Founded in 2011, The Parkinson’s Association of Los Angeles (formerly the Southern California Movement Disorder Society) is a nonprofit volunteer group comprised of healthcare professionals committed to improving the daily functionality and quality of life of those living with Parkinson’s disease. Our physicians are fellowship trained in movement disorders and our speakers are leading experts in their respective healthcare fields. The board of directors, which governs the organization, plans outreach and educational activities including support groups, educational programs for patients and physicians, resources and curricula, and the annual symposium. The Foundation does not have an operational budget; funding for all programs and activities comes solely from grants, sponsorships and public donations.
As many as one million people live with Parkinson's in the United States alone, and approximately 60,000 Americans are diagnosed every year. Many more cases go undetected and undiagnosed. Once a patient is diagnosed, it is imperative for them to be educated to understand the disease, its symptoms, progression, and treatment options. The San Gabriel Valley has one of the largest populations of residents over the age of 65 years old in Los Angeles County, yet there are only two neurologists trained in movement disorders in the San Gabriel Valley. There is a dire need for the community to obtain a greater awareness of the "gold standard" methodology of diagnosis and treatment by trained movement disorder specialists and professionals experienced in the treatment of Parkinson's disease.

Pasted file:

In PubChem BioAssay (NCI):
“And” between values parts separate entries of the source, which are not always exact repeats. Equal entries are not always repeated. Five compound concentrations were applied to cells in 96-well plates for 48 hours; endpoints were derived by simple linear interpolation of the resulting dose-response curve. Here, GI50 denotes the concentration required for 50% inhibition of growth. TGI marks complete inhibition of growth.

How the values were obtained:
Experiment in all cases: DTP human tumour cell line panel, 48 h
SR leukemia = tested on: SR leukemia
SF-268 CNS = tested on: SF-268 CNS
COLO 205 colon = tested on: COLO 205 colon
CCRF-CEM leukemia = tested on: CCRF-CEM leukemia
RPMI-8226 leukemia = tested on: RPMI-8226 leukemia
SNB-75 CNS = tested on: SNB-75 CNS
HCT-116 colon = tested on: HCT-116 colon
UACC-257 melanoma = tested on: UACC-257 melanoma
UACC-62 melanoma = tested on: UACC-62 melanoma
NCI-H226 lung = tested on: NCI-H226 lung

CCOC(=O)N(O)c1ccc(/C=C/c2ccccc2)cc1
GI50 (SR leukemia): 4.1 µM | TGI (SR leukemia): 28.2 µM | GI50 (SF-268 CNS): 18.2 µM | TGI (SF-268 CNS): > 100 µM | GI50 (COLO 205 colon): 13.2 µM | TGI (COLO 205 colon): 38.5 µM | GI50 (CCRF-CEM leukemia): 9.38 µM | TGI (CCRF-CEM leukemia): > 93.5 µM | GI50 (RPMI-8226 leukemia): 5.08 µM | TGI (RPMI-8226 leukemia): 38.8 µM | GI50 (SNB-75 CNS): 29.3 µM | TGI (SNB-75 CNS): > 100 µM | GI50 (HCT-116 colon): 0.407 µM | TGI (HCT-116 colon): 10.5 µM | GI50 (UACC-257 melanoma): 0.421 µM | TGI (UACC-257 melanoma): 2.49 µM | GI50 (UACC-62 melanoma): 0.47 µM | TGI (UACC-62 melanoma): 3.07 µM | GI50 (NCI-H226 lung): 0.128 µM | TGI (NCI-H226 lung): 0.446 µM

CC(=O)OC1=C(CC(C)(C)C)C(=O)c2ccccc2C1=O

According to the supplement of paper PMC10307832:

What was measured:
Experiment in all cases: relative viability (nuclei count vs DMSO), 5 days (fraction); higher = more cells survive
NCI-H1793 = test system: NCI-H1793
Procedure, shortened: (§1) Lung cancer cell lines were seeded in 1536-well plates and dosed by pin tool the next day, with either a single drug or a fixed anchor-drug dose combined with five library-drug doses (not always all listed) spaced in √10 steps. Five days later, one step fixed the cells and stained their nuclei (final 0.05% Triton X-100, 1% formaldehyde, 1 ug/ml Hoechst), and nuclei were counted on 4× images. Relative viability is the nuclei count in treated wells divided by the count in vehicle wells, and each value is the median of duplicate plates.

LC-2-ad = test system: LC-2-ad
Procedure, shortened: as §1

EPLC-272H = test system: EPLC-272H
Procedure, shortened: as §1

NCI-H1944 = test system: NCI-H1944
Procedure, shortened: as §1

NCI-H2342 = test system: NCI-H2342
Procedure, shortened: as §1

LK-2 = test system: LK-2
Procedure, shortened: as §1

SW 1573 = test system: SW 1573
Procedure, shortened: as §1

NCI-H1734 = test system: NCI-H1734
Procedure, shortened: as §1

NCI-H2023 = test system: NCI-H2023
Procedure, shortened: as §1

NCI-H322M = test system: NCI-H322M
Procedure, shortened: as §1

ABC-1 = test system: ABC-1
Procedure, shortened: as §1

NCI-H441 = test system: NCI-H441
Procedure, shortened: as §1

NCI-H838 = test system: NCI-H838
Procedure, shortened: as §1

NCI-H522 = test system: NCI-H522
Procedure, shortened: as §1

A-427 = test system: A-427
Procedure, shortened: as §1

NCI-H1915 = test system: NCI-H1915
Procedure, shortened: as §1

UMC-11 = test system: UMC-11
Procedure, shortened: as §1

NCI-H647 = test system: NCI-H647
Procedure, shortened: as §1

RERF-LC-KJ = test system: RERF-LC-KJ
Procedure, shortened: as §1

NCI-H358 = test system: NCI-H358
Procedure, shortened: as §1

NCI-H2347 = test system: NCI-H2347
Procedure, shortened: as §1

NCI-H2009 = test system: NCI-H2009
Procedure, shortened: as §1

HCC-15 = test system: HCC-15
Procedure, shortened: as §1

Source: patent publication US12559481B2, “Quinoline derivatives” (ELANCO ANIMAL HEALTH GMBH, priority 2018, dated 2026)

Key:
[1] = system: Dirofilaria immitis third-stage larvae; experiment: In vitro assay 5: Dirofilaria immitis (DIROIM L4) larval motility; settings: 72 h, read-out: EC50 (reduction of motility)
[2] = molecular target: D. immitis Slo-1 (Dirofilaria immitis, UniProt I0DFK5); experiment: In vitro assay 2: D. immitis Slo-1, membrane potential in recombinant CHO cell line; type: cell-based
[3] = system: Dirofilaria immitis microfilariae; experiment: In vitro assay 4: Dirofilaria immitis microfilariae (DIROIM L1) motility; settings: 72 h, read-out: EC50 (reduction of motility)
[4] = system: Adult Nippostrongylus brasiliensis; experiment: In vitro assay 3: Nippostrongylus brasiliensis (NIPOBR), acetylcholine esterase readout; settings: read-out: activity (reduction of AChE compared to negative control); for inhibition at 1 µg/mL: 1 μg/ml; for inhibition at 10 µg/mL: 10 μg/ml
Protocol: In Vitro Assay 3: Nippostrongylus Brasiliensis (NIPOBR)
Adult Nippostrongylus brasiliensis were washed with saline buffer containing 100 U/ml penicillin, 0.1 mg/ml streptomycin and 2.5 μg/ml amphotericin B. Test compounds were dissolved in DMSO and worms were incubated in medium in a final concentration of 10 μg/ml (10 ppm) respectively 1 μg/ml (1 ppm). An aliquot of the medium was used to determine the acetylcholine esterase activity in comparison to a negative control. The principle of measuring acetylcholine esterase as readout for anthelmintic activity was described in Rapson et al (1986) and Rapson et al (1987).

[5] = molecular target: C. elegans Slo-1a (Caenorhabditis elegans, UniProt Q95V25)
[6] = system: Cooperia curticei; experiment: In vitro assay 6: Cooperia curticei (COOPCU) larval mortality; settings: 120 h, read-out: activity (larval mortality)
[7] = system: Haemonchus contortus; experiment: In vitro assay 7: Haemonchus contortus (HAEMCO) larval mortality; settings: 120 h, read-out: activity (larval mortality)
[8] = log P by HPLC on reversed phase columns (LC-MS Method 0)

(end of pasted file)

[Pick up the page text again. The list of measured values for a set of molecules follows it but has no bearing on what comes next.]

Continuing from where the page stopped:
Additionally, there are no other nonprofit Parkinson's organizations within a 10.5 mile radius of our Pasadena location. The Parkinson’s Association of Los Angeles provides essential education, caregiver support, and access to community resources to patients in the San Gabriel Valley, in addition to developing quality content for support groups and organizing events that simulate social activity and foster peer-to-peer support networks. As travel can be difficult for Parkinson’s patients, it is critical that these resources be available close to home.